Story and photos by Kristen Cart
The Hinton, Iowa, grain elevator, anchoring the eastern verge of town along U.S. 75 in western Iowa, looks very little like it did when it first rose in a continuous pour over the flat surrounding farmland. Conveyors and legs and platforms stick out at odd angles from the headhouse–distribution central for the sprawling complex of elevator, drier, and annexes. The long row of grain storage bins and equipment deeply overshadows the eastern side of the highway, which zips past the center of town without a nod to the businesses along the main streets to its west.
An elevated conveyor crows in red lettering, “Floyd Valley Grain, L.L.C.,” where it may be easily read from the road. To drive the point home, two dedicated locomotives parked upon the nearby rails are painted bright red in the company colors and sport the company name. This cooperative, the advertising seems to say, is the true center of town.
Innovation and modernization bristle from every side of the old Tillotson elevator. The externally installed legs (the parts of an elevator that lift the grain during the loading process) are a later modification taken to prevent grain dust fires: the moving parts that may heat up, such as bearings and motors, are no longer confined in an enclosed space with combustible grain dust. The various conveyors connect to newer annexes that were built when the storage demand outgrew the original elevator. The entire complex has become a far greater enterprise than our grandfathers, builders of the original structures, ever envisioned.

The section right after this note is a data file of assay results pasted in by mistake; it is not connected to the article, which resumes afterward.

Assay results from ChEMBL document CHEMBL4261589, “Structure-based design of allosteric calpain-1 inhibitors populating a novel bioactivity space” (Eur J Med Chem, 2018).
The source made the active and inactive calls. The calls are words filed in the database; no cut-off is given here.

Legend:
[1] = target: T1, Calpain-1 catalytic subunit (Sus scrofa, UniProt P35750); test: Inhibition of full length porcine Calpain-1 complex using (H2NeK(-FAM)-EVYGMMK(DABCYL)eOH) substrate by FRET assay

I paged through the Tillotson Construction Company records, preserved in handwritten and carefully photocopied pages, looking for the building specifications for the original Hinton elevator. Unfortunately they were not preserved with the rest. But we know it is a Tillotson elevator from a news item about an accident at the construction site where a man fell to his death in 1954. Perhaps records pertaining to the subject of a potential lawsuit were not with the rest of the file.
The elevator follows a well-tested design, and like the majority of the later Tillotson elevators we have studied, it still serves. It is a fitting testament to the engineering pioneer that was Tillotson Construction Company.